How do you keep a group of 16 year olds interested in topics, which most first year undergraduates would find challenging? Variety is the key. So in a one week cycle of six lessons, I would typically arrange the following activities:
- Historical discussion of a chapter from the textbook, which pupils have read in the previous week. There might also be a test to check that they have understood what they have read.
- Literature: analysis of the work being studied
- Presentation by pupils. Pupils this term will be asked to give presentations on medieval architecture and on Viking heritage (more of that anon under “International links”). Each pupil will give one presentation to the whole class on each topic, so basically one presentation each half term.
- ICT/Music: I book the digital language laboratory once a week so that pupils can hone their ICT skills, keep up with partner schools (see next post) and enjoy listening to music compilations which their peers have compiled. Each member of the class chooses their 8 favourite tracks (a la Desert Island Discs) and they explain the reasons for their choice. It is important to give pupils the opportunity to explore different ways of presenting their work, so this term I shall teach them how to use “Prezi”, “Sliderocket”, “Wikispaces”, “Podcasting”, “Digital Photo Stories”, “eTwinning Twinspace”, taking about two weeks for each application.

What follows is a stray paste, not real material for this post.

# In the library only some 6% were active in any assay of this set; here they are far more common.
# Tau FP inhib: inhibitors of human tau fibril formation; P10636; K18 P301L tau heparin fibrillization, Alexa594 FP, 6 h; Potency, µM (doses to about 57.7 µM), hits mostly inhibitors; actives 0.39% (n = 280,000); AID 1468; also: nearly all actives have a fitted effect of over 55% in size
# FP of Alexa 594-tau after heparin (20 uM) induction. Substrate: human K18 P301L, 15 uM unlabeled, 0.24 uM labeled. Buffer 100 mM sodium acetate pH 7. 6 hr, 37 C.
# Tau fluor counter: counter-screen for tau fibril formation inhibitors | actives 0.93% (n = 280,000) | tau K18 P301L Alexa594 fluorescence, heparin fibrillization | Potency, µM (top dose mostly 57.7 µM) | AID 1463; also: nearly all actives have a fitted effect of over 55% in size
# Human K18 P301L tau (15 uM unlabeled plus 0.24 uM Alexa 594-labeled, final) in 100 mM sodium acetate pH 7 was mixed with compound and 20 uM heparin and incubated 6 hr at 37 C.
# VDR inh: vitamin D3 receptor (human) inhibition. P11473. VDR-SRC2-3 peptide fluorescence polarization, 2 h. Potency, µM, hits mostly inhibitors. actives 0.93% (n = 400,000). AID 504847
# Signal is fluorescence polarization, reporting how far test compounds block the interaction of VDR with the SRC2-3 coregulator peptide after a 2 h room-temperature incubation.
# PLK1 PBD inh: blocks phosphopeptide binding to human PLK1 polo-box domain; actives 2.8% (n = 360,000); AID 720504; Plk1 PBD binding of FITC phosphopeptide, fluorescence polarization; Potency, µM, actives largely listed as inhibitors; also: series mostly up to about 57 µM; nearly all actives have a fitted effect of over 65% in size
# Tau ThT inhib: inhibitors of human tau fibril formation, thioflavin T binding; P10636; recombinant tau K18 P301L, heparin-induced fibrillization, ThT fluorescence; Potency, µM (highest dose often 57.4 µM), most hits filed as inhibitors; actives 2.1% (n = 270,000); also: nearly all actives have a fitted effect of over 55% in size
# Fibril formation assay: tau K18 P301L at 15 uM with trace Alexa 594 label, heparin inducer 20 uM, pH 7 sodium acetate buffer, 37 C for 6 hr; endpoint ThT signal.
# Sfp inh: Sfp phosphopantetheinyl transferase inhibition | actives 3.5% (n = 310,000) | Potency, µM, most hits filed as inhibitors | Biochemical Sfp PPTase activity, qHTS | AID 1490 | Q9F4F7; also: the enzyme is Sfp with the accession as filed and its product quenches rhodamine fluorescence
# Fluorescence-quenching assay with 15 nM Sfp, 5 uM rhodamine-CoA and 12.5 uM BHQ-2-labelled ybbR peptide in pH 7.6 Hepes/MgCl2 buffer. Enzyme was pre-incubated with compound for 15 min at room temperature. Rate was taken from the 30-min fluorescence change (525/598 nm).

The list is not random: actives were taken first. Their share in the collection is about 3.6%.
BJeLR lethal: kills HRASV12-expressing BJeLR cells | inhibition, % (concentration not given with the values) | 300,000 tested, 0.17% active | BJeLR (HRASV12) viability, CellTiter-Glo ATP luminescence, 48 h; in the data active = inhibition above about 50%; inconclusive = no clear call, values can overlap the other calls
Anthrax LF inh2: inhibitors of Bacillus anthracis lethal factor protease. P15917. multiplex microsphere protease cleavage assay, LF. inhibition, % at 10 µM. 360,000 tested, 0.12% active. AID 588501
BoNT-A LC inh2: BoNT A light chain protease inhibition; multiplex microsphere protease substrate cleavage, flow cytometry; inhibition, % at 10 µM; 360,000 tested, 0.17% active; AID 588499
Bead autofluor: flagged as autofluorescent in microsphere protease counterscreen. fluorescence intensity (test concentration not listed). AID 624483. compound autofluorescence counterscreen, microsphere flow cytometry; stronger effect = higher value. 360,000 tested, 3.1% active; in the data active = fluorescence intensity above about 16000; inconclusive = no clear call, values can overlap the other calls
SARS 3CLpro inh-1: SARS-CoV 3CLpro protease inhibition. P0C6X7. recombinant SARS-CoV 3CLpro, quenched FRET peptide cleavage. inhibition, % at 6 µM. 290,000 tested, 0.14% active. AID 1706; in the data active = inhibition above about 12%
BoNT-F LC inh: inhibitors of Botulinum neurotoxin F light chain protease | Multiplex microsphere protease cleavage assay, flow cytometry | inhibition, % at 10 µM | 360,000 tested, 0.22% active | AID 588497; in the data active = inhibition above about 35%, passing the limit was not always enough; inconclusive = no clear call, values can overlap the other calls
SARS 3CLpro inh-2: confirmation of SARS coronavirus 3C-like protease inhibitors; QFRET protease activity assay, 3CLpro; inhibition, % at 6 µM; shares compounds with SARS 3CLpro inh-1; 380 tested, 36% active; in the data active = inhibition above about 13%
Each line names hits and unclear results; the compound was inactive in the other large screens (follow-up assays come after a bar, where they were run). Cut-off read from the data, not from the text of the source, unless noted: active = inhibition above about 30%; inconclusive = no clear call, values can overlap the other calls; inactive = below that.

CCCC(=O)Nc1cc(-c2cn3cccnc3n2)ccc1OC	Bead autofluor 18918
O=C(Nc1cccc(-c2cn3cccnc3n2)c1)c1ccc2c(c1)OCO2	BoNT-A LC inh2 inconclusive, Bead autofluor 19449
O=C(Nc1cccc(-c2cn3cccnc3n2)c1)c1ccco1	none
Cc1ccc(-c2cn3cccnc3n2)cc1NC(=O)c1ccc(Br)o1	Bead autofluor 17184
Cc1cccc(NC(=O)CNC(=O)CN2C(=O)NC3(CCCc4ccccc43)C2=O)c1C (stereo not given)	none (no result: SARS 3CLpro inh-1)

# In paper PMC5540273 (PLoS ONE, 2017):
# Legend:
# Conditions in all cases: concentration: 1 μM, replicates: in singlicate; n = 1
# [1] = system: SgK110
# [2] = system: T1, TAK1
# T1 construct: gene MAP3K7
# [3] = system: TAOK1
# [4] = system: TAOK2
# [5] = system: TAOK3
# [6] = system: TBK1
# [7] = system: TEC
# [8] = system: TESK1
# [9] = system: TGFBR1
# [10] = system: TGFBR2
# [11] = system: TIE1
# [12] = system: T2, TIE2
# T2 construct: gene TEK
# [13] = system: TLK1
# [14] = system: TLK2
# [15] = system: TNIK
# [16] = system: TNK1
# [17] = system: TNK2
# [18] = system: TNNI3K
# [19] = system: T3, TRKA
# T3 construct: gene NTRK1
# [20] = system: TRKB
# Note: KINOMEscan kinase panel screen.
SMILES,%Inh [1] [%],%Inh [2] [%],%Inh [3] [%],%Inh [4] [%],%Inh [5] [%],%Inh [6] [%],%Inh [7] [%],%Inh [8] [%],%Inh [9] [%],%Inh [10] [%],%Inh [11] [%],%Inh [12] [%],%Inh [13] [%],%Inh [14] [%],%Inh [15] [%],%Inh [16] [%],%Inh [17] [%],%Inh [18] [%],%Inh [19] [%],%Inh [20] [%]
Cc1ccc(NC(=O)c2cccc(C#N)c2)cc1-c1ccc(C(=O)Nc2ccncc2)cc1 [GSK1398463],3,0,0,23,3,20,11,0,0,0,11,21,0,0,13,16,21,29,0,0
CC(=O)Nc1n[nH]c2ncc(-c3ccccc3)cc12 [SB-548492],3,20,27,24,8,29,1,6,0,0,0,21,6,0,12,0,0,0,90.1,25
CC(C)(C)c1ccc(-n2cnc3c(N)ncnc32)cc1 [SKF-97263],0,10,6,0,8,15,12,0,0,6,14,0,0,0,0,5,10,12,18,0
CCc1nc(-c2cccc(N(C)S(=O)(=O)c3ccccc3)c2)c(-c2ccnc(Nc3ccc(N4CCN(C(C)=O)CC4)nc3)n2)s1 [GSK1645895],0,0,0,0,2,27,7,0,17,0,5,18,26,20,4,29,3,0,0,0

- Art/art history: We shall explore developments in medieval architecture with reference to our text. We shall also visit sites of architectural interest on a regular basis, since our school is located a 5 minute walk from the Cathedral.
- Current affairs/films: One lesson a week is used to review what we have covered, to discuss matters of current interests in the media and to watch films which extend our understanding of the themes tackled in our other lessons. This term I have selected three films which relate to the themes of the wars of religion. Two of these films are in French and will be shown in the original version, with subtitles, so that pupils, who think they have abandoned French for ever, have a chance to reacquaint themselves with this language!
The last film deals with the genesis of Bruegel’s 1564 painting “The Procession to Calvary” and prepares us for next term when my provisional topics will be Bruegel and the Van Eyck brothers, the writings of Michel de Montaigne (following on from Ferry’s introduction to humanism and our study of the Wars of Religion) and Mme de Lafayette’s courtly romance.
The work asked of pupils each week outside the classroom is to keep up with their historical reading (50-60 pages a week), to read and note one chapter of medieval architecture each week and to keep up with the literature (50 pages a week). They also have to practise the software skills, which we have covered and every two weeks they write a 1000 word essay on a topic given in advance: and this is all in the context of learning for learning’s sake, since they take no public exam in this subjects at all!